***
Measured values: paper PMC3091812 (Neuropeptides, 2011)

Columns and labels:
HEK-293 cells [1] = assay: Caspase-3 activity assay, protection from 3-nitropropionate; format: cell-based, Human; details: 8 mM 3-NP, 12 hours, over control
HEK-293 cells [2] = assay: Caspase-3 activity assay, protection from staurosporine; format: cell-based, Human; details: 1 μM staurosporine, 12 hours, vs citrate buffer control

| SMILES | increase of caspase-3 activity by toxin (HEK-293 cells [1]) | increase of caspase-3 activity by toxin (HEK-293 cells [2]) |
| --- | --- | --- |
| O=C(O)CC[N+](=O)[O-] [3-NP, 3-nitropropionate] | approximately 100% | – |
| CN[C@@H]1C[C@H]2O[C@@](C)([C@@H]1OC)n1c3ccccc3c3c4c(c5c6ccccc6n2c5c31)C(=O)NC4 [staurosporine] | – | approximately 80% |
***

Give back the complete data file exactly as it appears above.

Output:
Measured values: paper PMC3091812 (Neuropeptides, 2011)

Columns and labels:
HEK-293 cells [1] = assay: Caspase-3 activity assay, protection from 3-nitropropionate; format: cell-based, Human; details: 8 mM 3-NP, 12 hours, over control
HEK-293 cells [2] = assay: Caspase-3 activity assay, protection from staurosporine; format: cell-based, Human; details: 1 μM staurosporine, 12 hours, vs citrate buffer control

| SMILES | increase of caspase-3 activity by toxin (HEK-293 cells [1]) | increase of caspase-3 activity by toxin (HEK-293 cells [2]) |
| --- | --- | --- |
| O=C(O)CC[N+](=O)[O-] [3-NP, 3-nitropropionate] | approximately 100% | – |
| CN[C@@H]1C[C@H]2O[C@@](C)([C@@H]1OC)n1c3ccccc3c3c4c(c5c6ccccc6n2c5c31)C(=O)NC4 [staurosporine] | – | approximately 80% |